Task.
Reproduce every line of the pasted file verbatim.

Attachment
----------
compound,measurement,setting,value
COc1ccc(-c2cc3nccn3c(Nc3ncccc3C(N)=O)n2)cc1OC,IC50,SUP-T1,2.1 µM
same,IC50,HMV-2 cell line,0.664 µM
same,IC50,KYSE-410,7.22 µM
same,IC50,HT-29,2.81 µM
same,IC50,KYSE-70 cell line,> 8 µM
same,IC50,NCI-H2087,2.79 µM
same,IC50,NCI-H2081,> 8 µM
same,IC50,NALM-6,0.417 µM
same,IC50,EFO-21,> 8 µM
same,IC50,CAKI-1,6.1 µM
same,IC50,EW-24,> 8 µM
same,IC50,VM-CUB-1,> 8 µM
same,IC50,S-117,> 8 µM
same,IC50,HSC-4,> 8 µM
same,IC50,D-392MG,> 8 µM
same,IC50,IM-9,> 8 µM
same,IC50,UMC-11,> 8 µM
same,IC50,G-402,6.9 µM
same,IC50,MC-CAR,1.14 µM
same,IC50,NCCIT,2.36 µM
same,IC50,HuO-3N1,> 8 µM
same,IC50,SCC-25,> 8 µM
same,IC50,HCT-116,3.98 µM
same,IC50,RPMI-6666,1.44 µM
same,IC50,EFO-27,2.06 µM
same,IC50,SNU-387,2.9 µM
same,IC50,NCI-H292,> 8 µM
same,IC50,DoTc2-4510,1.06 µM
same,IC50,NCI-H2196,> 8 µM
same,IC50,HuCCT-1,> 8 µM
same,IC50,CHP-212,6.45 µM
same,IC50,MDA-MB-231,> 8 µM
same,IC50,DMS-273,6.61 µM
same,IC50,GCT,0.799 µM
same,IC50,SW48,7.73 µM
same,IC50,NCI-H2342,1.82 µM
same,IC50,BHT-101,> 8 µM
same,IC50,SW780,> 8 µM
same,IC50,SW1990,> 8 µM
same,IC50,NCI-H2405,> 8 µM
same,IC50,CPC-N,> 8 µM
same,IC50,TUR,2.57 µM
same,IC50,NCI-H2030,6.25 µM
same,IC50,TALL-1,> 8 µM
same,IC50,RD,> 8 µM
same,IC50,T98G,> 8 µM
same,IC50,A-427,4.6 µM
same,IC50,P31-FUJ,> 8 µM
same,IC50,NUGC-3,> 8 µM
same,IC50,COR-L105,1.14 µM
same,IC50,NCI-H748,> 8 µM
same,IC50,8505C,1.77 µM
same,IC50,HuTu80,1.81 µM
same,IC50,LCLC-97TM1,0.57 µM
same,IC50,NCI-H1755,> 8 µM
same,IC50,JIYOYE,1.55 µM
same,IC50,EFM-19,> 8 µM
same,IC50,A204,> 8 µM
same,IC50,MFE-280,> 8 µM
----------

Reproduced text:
compound,measurement,setting,value
COc1ccc(-c2cc3nccn3c(Nc3ncccc3C(N)=O)n2)cc1OC,IC50,SUP-T1,2.1 µM
same,IC50,HMV-2 cell line,0.664 µM
same,IC50,KYSE-410,7.22 µM
same,IC50,HT-29,2.81 µM
same,IC50,KYSE-70 cell line,> 8 µM
same,IC50,NCI-H2087,2.79 µM
same,IC50,NCI-H2081,> 8 µM
same,IC50,NALM-6,0.417 µM
same,IC50,EFO-21,> 8 µM
same,IC50,CAKI-1,6.1 µM
same,IC50,EW-24,> 8 µM
same,IC50,VM-CUB-1,> 8 µM
same,IC50,S-117,> 8 µM
same,IC50,HSC-4,> 8 µM
same,IC50,D-392MG,> 8 µM
same,IC50,IM-9,> 8 µM
same,IC50,UMC-11,> 8 µM
same,IC50,G-402,6.9 µM
same,IC50,MC-CAR,1.14 µM
same,IC50,NCCIT,2.36 µM
same,IC50,HuO-3N1,> 8 µM
same,IC50,SCC-25,> 8 µM
same,IC50,HCT-116,3.98 µM
same,IC50,RPMI-6666,1.44 µM
same,IC50,EFO-27,2.06 µM
same,IC50,SNU-387,2.9 µM
same,IC50,NCI-H292,> 8 µM
same,IC50,DoTc2-4510,1.06 µM
same,IC50,NCI-H2196,> 8 µM
same,IC50,HuCCT-1,> 8 µM
same,IC50,CHP-212,6.45 µM
same,IC50,MDA-MB-231,> 8 µM
same,IC50,DMS-273,6.61 µM
same,IC50,GCT,0.799 µM
same,IC50,SW48,7.73 µM
same,IC50,NCI-H2342,1.82 µM
same,IC50,BHT-101,> 8 µM
same,IC50,SW780,> 8 µM
same,IC50,SW1990,> 8 µM
same,IC50,NCI-H2405,> 8 µM
same,IC50,CPC-N,> 8 µM
same,IC50,TUR,2.57 µM
same,IC50,NCI-H2030,6.25 µM
same,IC50,TALL-1,> 8 µM
same,IC50,RD,> 8 µM
same,IC50,T98G,> 8 µM
same,IC50,A-427,4.6 µM
same,IC50,P31-FUJ,> 8 µM
same,IC50,NUGC-3,> 8 µM
same,IC50,COR-L105,1.14 µM
same,IC50,NCI-H748,> 8 µM
same,IC50,8505C,1.77 µM
same,IC50,HuTu80,1.81 µM
same,IC50,LCLC-97TM1,0.57 µM
same,IC50,NCI-H1755,> 8 µM
same,IC50,JIYOYE,1.55 µM
same,IC50,EFM-19,> 8 µM
same,IC50,A204,> 8 µM
same,IC50,MFE-280,> 8 µM